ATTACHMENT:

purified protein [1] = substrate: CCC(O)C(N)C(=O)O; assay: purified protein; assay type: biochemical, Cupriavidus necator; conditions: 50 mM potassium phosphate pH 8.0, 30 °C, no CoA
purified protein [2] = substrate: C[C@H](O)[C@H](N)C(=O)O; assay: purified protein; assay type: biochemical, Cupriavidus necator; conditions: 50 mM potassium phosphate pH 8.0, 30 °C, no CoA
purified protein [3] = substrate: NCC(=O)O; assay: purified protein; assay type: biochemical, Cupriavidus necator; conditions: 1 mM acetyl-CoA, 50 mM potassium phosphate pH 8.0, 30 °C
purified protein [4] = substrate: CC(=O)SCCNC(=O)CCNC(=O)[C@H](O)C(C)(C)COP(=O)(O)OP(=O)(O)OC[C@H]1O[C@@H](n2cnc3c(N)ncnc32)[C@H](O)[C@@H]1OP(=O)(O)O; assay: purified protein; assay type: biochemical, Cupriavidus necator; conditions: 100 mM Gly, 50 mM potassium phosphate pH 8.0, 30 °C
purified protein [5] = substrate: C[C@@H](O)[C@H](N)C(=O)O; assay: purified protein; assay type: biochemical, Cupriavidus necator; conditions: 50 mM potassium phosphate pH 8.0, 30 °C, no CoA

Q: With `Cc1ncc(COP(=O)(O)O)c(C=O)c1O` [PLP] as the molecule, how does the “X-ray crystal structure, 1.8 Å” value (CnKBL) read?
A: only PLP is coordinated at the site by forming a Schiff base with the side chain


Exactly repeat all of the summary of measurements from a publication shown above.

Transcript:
purified protein [1] = substrate: CCC(O)C(N)C(=O)O; assay: purified protein; assay type: biochemical, Cupriavidus necator; conditions: 50 mM potassium phosphate pH 8.0, 30 °C, no CoA
purified protein [2] = substrate: C[C@H](O)[C@H](N)C(=O)O; assay: purified protein; assay type: biochemical, Cupriavidus necator; conditions: 50 mM potassium phosphate pH 8.0, 30 °C, no CoA
purified protein [3] = substrate: NCC(=O)O; assay: purified protein; assay type: biochemical, Cupriavidus necator; conditions: 1 mM acetyl-CoA, 50 mM potassium phosphate pH 8.0, 30 °C
purified protein [4] = substrate: CC(=O)SCCNC(=O)CCNC(=O)[C@H](O)C(C)(C)COP(=O)(O)OP(=O)(O)OC[C@H]1O[C@@H](n2cnc3c(N)ncnc32)[C@H](O)[C@@H]1OP(=O)(O)O; assay: purified protein; assay type: biochemical, Cupriavidus necator; conditions: 100 mM Gly, 50 mM potassium phosphate pH 8.0, 30 °C
purified protein [5] = substrate: C[C@@H](O)[C@H](N)C(=O)O; assay: purified protein; assay type: biochemical, Cupriavidus necator; conditions: 50 mM potassium phosphate pH 8.0, 30 °C, no CoA

Q: With `Cc1ncc(COP(=O)(O)O)c(C=O)c1O` [PLP] as the molecule, how does the “X-ray crystal structure, 1.8 Å” value (CnKBL) read?
A: only PLP is coordinated at the site by forming a Schiff base with the side chain